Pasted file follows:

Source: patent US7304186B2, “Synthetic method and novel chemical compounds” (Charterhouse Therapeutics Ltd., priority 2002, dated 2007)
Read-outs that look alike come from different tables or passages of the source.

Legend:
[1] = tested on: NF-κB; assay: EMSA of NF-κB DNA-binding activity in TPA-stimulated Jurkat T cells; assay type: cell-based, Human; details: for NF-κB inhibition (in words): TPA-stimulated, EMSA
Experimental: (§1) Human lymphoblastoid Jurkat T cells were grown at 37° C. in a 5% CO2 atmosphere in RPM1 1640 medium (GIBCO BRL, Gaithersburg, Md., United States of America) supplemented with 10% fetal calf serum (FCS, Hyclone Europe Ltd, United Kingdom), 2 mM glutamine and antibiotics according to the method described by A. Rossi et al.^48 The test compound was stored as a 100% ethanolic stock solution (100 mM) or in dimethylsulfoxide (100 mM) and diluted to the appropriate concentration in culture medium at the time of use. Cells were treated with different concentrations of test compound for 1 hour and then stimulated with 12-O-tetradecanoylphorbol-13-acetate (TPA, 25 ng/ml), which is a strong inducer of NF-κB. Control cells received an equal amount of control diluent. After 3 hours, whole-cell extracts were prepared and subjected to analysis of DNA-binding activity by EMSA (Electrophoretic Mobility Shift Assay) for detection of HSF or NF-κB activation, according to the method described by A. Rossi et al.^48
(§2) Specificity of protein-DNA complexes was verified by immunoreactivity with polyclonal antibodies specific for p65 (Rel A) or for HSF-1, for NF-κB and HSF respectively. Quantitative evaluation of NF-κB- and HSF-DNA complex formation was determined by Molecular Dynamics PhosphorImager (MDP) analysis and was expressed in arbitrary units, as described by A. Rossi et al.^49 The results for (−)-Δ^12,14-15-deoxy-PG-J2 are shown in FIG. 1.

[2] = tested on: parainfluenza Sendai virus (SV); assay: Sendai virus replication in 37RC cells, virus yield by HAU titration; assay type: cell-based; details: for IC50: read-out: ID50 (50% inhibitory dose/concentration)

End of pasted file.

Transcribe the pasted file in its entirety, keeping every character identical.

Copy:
Source: patent US7304186B2, “Synthetic method and novel chemical compounds” (Charterhouse Therapeutics Ltd., priority 2002, dated 2007)
Read-outs that look alike come from different tables or passages of the source.

Legend:
[1] = tested on: NF-κB; assay: EMSA of NF-κB DNA-binding activity in TPA-stimulated Jurkat T cells; assay type: cell-based, Human; details: for NF-κB inhibition (in words): TPA-stimulated, EMSA
Experimental: (§1) Human lymphoblastoid Jurkat T cells were grown at 37° C. in a 5% CO2 atmosphere in RPM1 1640 medium (GIBCO BRL, Gaithersburg, Md., United States of America) supplemented with 10% fetal calf serum (FCS, Hyclone Europe Ltd, United Kingdom), 2 mM glutamine and antibiotics according to the method described by A. Rossi et al.^48 The test compound was stored as a 100% ethanolic stock solution (100 mM) or in dimethylsulfoxide (100 mM) and diluted to the appropriate concentration in culture medium at the time of use. Cells were treated with different concentrations of test compound for 1 hour and then stimulated with 12-O-tetradecanoylphorbol-13-acetate (TPA, 25 ng/ml), which is a strong inducer of NF-κB. Control cells received an equal amount of control diluent. After 3 hours, whole-cell extracts were prepared and subjected to analysis of DNA-binding activity by EMSA (Electrophoretic Mobility Shift Assay) for detection of HSF or NF-κB activation, according to the method described by A. Rossi et al.^48
(§2) Specificity of protein-DNA complexes was verified by immunoreactivity with polyclonal antibodies specific for p65 (Rel A) or for HSF-1, for NF-κB and HSF respectively. Quantitative evaluation of NF-κB- and HSF-DNA complex formation was determined by Molecular Dynamics PhosphorImager (MDP) analysis and was expressed in arbitrary units, as described by A. Rossi et al.^49 The results for (−)-Δ^12,14-15-deoxy-PG-J2 are shown in FIG. 1.

[2] = tested on: parainfluenza Sendai virus (SV); assay: Sendai virus replication in 37RC cells, virus yield by HAU titration; assay type: cell-based; details: for IC50: read-out: ID50 (50% inhibitory dose/concentration)